This is a point worth expanding – whether to follow trends or "fade" them by trading against them. There is a lot of old-fashioned trading advice, most developed in the pre-1971 era when currency exchange rates were not floating but fixed by pegs to gold or other currencies. In this era, trading was conducted mostly in stocks or, to a lesser extent, in commodities. It is a fact that stocks and commodities tend to show a markedly different price behaviour from the exchange rates of Forex currency pairs – stocks and commodities trend more often, are more volatile, and have longer and stronger trends than Forex currency pairs, which have a stronger tendency to revert to a mean. This means that when trading Forex, most of the time, using the RSI to trade against directional moves by using the methods 1. and 2. described above will work more often but will make less profit overall than using methods 3. and 4. to follow trends by trading in the direction of the prevailing strong trend, when such a trend exists. Although trying to win smaller amounts more often and using money management to compound winnings quickly might seem attractive, it is much harder to build a profitable mean reversion model than a good trend-following model, even when trading Forex currency pairs.

    The best way to trade crosses of the 50 level is by using the indicator on multiple time frames of the same currency pair.

    Multiple Time Frame Cross of the 50 Level 

    Open multiple charts of the same currency pair on several time frames: weekly, daily, H4, and down. Open the RSI indicator on all the charts and make sure the 50 level is marked. Practically all charting programs or software include the RSI, so it should be easy. A good look-back period to use in this indicator is 10. It is also important that the look-back period is the same on all the different time frame charts.

    If you can find a currency pair where all the higher time frames are either above or below 50, and the lower time frame is the other side of 50, then you can wait for the lower time frame to cross back over the 50 and open a trade in the direction of the long-term trend.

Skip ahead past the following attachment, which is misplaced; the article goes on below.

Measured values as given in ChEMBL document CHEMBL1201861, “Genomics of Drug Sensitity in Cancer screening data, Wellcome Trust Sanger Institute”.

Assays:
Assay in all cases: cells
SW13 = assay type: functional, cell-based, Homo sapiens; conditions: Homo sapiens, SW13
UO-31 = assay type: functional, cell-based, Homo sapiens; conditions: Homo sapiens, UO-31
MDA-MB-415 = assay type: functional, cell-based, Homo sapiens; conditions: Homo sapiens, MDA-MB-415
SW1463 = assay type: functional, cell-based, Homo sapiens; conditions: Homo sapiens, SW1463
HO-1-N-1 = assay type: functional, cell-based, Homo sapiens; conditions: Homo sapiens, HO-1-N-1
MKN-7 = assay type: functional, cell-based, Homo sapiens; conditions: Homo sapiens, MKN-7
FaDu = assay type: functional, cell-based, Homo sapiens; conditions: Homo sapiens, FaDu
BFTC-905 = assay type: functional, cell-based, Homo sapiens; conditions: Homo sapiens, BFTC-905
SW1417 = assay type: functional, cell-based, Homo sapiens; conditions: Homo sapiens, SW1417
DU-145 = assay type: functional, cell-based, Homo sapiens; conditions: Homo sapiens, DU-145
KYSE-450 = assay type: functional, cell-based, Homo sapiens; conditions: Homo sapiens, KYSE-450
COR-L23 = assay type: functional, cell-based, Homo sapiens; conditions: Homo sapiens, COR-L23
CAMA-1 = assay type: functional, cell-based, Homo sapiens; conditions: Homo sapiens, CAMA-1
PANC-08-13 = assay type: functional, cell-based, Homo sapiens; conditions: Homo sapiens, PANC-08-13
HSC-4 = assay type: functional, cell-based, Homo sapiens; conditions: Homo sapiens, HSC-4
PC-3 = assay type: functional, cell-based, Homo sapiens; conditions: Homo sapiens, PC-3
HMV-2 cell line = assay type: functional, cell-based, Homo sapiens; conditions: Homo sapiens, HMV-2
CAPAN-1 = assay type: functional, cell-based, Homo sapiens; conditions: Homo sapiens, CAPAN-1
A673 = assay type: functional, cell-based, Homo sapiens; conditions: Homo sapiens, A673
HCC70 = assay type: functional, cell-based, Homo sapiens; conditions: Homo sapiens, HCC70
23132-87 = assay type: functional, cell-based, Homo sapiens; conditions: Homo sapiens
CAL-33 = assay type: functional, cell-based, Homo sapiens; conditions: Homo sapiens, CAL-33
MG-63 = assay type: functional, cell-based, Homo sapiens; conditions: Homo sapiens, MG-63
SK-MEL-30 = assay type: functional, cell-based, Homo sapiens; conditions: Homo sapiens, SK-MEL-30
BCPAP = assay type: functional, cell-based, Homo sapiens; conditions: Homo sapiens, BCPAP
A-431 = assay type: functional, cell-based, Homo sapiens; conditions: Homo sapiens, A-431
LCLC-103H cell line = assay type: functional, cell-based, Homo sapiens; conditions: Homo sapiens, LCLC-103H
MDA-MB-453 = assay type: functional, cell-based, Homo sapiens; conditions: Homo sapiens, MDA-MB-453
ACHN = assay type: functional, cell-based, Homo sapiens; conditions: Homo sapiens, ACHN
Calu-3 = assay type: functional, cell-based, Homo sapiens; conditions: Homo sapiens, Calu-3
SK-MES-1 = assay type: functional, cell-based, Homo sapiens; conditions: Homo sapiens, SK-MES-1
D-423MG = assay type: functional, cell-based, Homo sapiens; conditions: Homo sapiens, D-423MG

The higher or lower the RSI value is, the better the trade is likely to be. It is an iron law of the markets that strong trends are more likely than not to keep going and that a retracement that turns back around tends to move nicely in the direction of the trend. This method is an intelligent way to use an indicator: it identifies retracements within strong trends and tells you when the retracement will likely end.

    Short Trade Example

    An example is shown below using the AUD/USD currency pair in several time frames, with the RSI indicator set to a look-back period of 10. It is below 50 on the weekly, daily, and 4-hour time frames and is just crossing from above 50 to below 50 on the 5-minute time frame. This could be interpreted as a signal for a short trade.

    This can be combined with other strategies such as support and resistance, moving average crossovers, time of day, etc.

    It can also be a day trading strategy when you are prepared to drop down to low enough time frames.





    4 Hours:

    4 hours

    5 Minutes:

    5 minutes

    Note: this is not a perfect example, as it would have been better if the hourly time frame also showed the RSI below 50. The best results are obtained when no big gap exists between the used time frames.

    Three New Ways to Use RSI in Forex 

    The first is what Wilder called a failure swing. This happens when RSI exceeds a previous extreme (overbought above 70 or oversold below 20), corrects, and heads for that extreme but fails to achieve it. You would place a trade on the close of the candle that corresponds to the second peak or dip.

    Here's an example from the hourly EUR/JPY chart. Price and RSI are rising in tandem. RSI becomes overbought, above 70. Both correct. They again grow, but the second peak of RSI is lower than the first. You'd sell on the close of the candle that accompanied the lower peak.